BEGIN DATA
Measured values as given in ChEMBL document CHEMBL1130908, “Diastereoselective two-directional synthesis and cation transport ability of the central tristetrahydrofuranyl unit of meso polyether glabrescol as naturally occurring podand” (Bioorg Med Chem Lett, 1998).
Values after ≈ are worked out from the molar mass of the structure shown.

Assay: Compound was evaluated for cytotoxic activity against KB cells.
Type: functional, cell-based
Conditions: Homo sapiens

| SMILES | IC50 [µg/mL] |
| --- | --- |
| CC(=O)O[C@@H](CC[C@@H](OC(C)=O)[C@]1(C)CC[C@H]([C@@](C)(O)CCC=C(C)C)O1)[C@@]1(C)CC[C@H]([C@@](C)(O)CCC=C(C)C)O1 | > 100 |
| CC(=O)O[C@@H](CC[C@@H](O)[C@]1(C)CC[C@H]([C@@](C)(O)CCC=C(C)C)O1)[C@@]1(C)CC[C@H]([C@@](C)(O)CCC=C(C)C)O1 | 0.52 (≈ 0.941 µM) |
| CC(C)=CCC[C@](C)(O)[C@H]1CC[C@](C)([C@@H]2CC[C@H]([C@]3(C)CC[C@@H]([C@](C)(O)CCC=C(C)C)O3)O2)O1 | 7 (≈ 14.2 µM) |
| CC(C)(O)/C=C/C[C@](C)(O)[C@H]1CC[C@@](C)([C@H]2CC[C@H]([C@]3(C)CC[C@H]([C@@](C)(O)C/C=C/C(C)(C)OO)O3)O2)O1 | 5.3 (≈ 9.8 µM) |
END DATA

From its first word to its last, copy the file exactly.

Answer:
Measured values as given in ChEMBL document CHEMBL1130908, “Diastereoselective two-directional synthesis and cation transport ability of the central tristetrahydrofuranyl unit of meso polyether glabrescol as naturally occurring podand” (Bioorg Med Chem Lett, 1998).
Values after ≈ are worked out from the molar mass of the structure shown.

Assay: Compound was evaluated for cytotoxic activity against KB cells.
Type: functional, cell-based
Conditions: Homo sapiens

| SMILES | IC50 [µg/mL] |
| --- | --- |
| CC(=O)O[C@@H](CC[C@@H](OC(C)=O)[C@]1(C)CC[C@H]([C@@](C)(O)CCC=C(C)C)O1)[C@@]1(C)CC[C@H]([C@@](C)(O)CCC=C(C)C)O1 | > 100 |
| CC(=O)O[C@@H](CC[C@@H](O)[C@]1(C)CC[C@H]([C@@](C)(O)CCC=C(C)C)O1)[C@@]1(C)CC[C@H]([C@@](C)(O)CCC=C(C)C)O1 | 0.52 (≈ 0.941 µM) |
| CC(C)=CCC[C@](C)(O)[C@H]1CC[C@](C)([C@@H]2CC[C@H]([C@]3(C)CC[C@@H]([C@](C)(O)CCC=C(C)C)O3)O2)O1 | 7 (≈ 14.2 µM) |
| CC(C)(O)/C=C/C[C@](C)(O)[C@H]1CC[C@@](C)([C@H]2CC[C@H]([C@]3(C)CC[C@H]([C@@](C)(O)C/C=C/C(C)(C)OO)O3)O2)O1 | 5.3 (≈ 9.8 µM) |